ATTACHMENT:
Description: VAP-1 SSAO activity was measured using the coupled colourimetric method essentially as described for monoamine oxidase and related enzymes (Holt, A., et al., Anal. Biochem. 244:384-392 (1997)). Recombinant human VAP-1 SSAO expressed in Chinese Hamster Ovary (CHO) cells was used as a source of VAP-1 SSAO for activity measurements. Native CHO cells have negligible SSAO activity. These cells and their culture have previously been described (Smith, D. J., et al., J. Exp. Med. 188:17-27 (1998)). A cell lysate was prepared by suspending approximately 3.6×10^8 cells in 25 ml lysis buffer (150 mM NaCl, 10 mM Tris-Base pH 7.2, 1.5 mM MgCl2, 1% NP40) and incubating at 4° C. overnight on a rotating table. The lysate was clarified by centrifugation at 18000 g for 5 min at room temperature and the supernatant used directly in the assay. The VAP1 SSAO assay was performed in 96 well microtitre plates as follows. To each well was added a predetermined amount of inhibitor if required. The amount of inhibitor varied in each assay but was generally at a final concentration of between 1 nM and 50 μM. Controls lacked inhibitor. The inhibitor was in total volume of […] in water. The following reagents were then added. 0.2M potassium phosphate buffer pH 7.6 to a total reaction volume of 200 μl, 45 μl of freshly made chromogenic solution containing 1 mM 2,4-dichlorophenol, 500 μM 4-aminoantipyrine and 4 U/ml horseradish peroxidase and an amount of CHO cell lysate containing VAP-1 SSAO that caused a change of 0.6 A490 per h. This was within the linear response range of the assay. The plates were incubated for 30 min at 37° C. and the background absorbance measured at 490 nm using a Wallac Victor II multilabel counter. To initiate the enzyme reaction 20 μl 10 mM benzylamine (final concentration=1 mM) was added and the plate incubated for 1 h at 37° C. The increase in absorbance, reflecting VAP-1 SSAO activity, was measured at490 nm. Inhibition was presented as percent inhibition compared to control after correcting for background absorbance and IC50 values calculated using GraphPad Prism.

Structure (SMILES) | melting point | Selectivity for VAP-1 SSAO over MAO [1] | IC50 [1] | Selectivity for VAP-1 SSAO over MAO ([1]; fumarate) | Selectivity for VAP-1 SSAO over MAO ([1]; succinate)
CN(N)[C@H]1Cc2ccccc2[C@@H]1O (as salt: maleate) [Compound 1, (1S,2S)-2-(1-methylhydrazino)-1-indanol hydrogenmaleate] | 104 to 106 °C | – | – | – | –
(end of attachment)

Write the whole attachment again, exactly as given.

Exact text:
Description: VAP-1 SSAO activity was measured using the coupled colourimetric method essentially as described for monoamine oxidase and related enzymes (Holt, A., et al., Anal. Biochem. 244:384-392 (1997)). Recombinant human VAP-1 SSAO expressed in Chinese Hamster Ovary (CHO) cells was used as a source of VAP-1 SSAO for activity measurements. Native CHO cells have negligible SSAO activity. These cells and their culture have previously been described (Smith, D. J., et al., J. Exp. Med. 188:17-27 (1998)). A cell lysate was prepared by suspending approximately 3.6×10^8 cells in 25 ml lysis buffer (150 mM NaCl, 10 mM Tris-Base pH 7.2, 1.5 mM MgCl2, 1% NP40) and incubating at 4° C. overnight on a rotating table. The lysate was clarified by centrifugation at 18000 g for 5 min at room temperature and the supernatant used directly in the assay. The VAP1 SSAO assay was performed in 96 well microtitre plates as follows. To each well was added a predetermined amount of inhibitor if required. The amount of inhibitor varied in each assay but was generally at a final concentration of between 1 nM and 50 μM. Controls lacked inhibitor. The inhibitor was in total volume of […] in water. The following reagents were then added. 0.2M potassium phosphate buffer pH 7.6 to a total reaction volume of 200 μl, 45 μl of freshly made chromogenic solution containing 1 mM 2,4-dichlorophenol, 500 μM 4-aminoantipyrine and 4 U/ml horseradish peroxidase and an amount of CHO cell lysate containing VAP-1 SSAO that caused a change of 0.6 A490 per h. This was within the linear response range of the assay. The plates were incubated for 30 min at 37° C. and the background absorbance measured at 490 nm using a Wallac Victor II multilabel counter. To initiate the enzyme reaction 20 μl 10 mM benzylamine (final concentration=1 mM) was added and the plate incubated for 1 h at 37° C. The increase in absorbance, reflecting VAP-1 SSAO activity, was measured at490 nm. Inhibition was presented as percent inhibition compared to control after correcting for background absorbance and IC50 values calculated using GraphPad Prism.

Structure (SMILES) | melting point | Selectivity for VAP-1 SSAO over MAO [1] | IC50 [1] | Selectivity for VAP-1 SSAO over MAO ([1]; fumarate) | Selectivity for VAP-1 SSAO over MAO ([1]; succinate)
CN(N)[C@H]1Cc2ccccc2[C@@H]1O (as salt: maleate) [Compound 1, (1S,2S)-2-(1-methylhydrazino)-1-indanol hydrogenmaleate] | 104 to 106 °C | – | – | – | –